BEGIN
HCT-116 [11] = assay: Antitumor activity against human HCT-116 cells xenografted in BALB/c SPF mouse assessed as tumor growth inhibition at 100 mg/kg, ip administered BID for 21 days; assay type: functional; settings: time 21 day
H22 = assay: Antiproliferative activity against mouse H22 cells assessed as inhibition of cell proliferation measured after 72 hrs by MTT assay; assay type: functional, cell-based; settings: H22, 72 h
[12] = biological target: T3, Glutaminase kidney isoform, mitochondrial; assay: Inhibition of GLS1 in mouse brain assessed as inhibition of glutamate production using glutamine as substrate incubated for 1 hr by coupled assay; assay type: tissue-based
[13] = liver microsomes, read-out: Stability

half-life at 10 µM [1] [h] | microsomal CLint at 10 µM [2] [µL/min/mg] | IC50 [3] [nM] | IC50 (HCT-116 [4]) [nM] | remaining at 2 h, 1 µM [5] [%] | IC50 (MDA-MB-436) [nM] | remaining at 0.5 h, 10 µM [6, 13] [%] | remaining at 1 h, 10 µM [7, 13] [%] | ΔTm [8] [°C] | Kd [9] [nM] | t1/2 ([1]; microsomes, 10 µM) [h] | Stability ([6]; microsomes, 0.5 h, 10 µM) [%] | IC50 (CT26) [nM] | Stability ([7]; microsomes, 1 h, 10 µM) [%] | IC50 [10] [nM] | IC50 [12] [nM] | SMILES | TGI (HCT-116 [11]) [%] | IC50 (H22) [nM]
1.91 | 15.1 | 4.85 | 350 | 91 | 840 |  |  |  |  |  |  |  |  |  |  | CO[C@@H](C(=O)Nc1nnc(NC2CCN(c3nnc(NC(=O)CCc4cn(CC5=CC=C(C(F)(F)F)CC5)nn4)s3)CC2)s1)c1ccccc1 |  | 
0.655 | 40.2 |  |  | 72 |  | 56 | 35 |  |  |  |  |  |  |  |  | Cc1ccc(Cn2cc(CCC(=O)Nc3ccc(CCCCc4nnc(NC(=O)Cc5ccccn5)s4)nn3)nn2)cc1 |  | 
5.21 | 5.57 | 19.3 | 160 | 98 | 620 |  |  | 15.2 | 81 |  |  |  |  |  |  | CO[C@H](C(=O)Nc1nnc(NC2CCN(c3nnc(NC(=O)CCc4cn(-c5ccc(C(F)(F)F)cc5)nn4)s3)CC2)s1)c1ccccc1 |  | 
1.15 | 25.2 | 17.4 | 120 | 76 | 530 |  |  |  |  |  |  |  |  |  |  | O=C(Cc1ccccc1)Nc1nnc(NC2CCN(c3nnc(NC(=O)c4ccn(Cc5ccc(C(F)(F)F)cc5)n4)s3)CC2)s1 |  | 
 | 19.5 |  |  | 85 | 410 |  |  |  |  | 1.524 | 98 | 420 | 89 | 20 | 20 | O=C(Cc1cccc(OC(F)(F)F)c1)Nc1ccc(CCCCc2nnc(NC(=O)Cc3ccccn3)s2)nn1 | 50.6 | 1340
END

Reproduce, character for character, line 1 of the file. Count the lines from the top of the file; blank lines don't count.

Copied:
HCT-116 [11] = assay: Antitumor activity against human HCT-116 cells xenografted in BALB/c SPF mouse assessed as tumor growth inhibition at 100 mg/kg, ip administered BID for 21 days; assay type: functional; settings: time 21 day